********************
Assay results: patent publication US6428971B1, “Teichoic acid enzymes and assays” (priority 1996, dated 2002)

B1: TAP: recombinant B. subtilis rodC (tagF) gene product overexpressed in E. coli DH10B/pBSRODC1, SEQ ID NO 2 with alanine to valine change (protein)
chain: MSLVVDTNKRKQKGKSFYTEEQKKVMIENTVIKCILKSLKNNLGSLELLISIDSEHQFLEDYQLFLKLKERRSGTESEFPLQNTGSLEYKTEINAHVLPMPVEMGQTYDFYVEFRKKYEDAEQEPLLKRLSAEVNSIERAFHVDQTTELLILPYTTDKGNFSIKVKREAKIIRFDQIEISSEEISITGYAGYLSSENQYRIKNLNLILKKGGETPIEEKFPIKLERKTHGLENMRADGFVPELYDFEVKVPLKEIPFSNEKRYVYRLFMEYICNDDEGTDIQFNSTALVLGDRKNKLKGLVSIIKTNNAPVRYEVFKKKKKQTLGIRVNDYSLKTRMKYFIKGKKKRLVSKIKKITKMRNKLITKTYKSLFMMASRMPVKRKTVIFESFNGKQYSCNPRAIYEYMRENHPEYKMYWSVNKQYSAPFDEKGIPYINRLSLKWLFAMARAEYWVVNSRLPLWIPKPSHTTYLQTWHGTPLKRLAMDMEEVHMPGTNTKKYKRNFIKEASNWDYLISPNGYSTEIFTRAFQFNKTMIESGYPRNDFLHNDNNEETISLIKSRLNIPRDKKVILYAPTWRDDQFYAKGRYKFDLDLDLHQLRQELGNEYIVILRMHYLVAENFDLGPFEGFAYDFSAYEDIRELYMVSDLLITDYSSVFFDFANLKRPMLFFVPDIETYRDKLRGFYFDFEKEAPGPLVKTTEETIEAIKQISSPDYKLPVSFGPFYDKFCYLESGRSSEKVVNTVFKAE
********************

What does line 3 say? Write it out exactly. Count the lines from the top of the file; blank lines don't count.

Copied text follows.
chain: MSLVVDTNKRKQKGKSFYTEEQKKVMIENTVIKCILKSLKNNLGSLELLISIDSEHQFLEDYQLFLKLKERRSGTESEFPLQNTGSLEYKTEINAHVLPMPVEMGQTYDFYVEFRKKYEDAEQEPLLKRLSAEVNSIERAFHVDQTTELLILPYTTDKGNFSIKVKREAKIIRFDQIEISSEEISITGYAGYLSSENQYRIKNLNLILKKGGETPIEEKFPIKLERKTHGLENMRADGFVPELYDFEVKVPLKEIPFSNEKRYVYRLFMEYICNDDEGTDIQFNSTALVLGDRKNKLKGLVSIIKTNNAPVRYEVFKKKKKQTLGIRVNDYSLKTRMKYFIKGKKKRLVSKIKKITKMRNKLITKTYKSLFMMASRMPVKRKTVIFESFNGKQYSCNPRAIYEYMRENHPEYKMYWSVNKQYSAPFDEKGIPYINRLSLKWLFAMARAEYWVVNSRLPLWIPKPSHTTYLQTWHGTPLKRLAMDMEEVHMPGTNTKKYKRNFIKEASNWDYLISPNGYSTEIFTRAFQFNKTMIESGYPRNDFLHNDNNEETISLIKSRLNIPRDKKVILYAPTWRDDQFYAKGRYKFDLDLDLHQLRQELGNEYIVILRMHYLVAENFDLGPFEGFAYDFSAYEDIRELYMVSDLLITDYSSVFFDFANLKRPMLFFVPDIETYRDKLRGFYFDFEKEAPGPLVKTTEETIEAIKQISSPDYKLPVSFGPFYDKFCYLESGRSSEKVVNTVFKAE